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Sculptures and Paintings
Sun Yu-li is best known for his iconic public sculptures throughout Singapore’s landscape which include Abundance II (1995) located at Suntec City, the famous illusion of a monumental bronze ring; Land Before Time (1998) displaying a towering string of figures at the frontage of The Paragon on Orchard Road, Window of Hope (2010) in Collyer Quay, and of course Family (2018) at KK Women’s & Children’s Hospital, are amongst many others.
Born Nanjing, China (1948) and educated in Taiwan, architect-turned-artist Sun Yu-li has dedicated much of his early career in relentless pursuit of a “formal language of the metaphysical” which he has coined the “Universal Language”. Sun employs simple characters and symbols in his work to experience an epiphany of the origins of aesthetics and language. Form, meaning and communication touch and synthesize; a thought to be when the task of early consciousness take hold in young children, and drawings become the earliest development of human communication, also regarded as the universal system of primary expression.
In addition to his artistic and intellectual pursuits, Sun Yu-li has been instrumental in supporting and enabling the growth of three-dimensional art and its appreciation in Singapore. Many sculptors and artists today are indebted to Sun for his effort in founding Sculpture Square (1995-2014) as a dedicated home for Singapore sculpture and other 3D art forms. In 2007, Sun co-founded the ground-up initiative, Emily Hill Artist Village which served as a home to over eleven artists and creative organisations. Over the course of his career, Sun has contributed much of his time and expertise to charity efforts, educational outreach and in advisory roles.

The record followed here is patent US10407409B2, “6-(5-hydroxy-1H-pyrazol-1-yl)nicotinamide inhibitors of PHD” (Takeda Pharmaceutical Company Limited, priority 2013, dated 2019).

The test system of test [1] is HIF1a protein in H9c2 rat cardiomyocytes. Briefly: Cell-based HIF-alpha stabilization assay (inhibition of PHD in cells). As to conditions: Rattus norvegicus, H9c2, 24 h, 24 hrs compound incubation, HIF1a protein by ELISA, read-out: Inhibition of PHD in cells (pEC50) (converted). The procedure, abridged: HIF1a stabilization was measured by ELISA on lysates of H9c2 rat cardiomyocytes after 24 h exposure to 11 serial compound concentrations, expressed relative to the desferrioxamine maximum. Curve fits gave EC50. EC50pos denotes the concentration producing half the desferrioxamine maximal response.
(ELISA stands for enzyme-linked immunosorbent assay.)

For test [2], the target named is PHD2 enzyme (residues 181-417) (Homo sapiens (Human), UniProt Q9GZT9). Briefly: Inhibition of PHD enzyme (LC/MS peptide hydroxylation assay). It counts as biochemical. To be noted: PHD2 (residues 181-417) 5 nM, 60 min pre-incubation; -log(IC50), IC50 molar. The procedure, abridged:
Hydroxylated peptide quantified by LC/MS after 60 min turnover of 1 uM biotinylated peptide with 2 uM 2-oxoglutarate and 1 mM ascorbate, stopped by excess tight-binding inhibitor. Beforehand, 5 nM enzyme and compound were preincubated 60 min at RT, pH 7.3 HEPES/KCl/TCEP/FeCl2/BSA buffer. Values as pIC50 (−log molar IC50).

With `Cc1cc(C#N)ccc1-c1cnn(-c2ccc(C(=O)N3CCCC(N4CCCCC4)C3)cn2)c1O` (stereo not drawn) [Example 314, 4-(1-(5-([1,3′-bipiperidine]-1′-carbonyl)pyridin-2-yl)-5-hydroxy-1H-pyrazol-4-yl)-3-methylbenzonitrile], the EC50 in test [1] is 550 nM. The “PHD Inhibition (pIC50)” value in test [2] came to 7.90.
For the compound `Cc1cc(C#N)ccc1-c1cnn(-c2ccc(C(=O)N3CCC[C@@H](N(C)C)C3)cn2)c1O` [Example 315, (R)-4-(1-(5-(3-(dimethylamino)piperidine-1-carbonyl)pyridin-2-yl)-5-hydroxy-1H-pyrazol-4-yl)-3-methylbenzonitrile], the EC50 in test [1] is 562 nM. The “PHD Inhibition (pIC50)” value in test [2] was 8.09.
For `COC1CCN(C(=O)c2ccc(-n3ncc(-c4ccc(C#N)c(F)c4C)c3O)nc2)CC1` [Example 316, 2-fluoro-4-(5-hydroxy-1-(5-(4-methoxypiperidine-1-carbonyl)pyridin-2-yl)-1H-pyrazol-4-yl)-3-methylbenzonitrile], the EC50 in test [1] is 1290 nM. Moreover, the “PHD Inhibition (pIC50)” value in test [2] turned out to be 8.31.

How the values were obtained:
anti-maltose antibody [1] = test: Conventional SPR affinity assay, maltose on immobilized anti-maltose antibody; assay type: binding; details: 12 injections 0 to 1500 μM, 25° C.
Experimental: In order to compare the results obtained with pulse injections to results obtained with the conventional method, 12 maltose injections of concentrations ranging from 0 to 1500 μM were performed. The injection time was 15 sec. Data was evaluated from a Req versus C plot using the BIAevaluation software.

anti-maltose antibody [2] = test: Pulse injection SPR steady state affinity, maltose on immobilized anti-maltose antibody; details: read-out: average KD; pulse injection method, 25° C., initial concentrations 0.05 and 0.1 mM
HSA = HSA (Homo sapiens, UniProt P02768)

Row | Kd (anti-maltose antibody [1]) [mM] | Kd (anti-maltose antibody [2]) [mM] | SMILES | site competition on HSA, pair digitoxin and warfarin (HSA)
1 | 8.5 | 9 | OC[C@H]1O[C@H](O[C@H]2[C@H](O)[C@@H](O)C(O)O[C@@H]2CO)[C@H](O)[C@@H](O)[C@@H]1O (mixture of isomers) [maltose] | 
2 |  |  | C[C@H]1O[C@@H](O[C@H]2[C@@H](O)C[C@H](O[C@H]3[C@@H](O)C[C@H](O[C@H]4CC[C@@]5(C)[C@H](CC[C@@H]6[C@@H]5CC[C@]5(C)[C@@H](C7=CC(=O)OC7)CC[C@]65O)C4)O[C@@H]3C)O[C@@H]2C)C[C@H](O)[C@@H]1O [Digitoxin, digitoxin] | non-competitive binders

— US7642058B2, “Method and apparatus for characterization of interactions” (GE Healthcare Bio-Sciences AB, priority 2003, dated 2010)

Raffy Napay originally used oil paints, until he developed an adverse allergy to the medium. Whilst recovering, he explored the potential of other materials, and explored working with the available threads and textiles at home.
Ferdie Montemayor is a keen observer of life in the “macro” scale and goes into details of how people interact in the public and private spaces. He would work to a point where he represents the city as occupying a whole planet, a global village. His canvases often feature the artist's active brushwork, defined by a combination of long and short strokes of paint, often in monochrome, or strong hues of warm colours.
HANSEN THIAM SUN
Hansen's style is marked by an original and distinctive play of strokes that are characteristically simple and spontaneous. Yet his works overflow with reflections of life in its myriad manifestations - reflection that are both subtle and philosophical. As a result, he developed a unique style that is a mixture of semi abstract and minimalist art.
Filipino artist Iggy Rodriguez has continually responded to a tradition of Social Realism and politically-engaged practice in Philippine art. He spent the mid-1990s as a member of UGAT Lahi, an artist collective making works for street and public protests in Manila.
A maestro of the ‘dark and perfect art’ – EJ Cabangon is renowned for his signature hyper-realistic oil paintings rendered in very fine detail, paying particular attention to minutiae, his works are never strict interpretations of scenes or subjects. He utilises subtle pictorial elements to create the illusion of a reality, nudging the viewer to understand its underlying truth.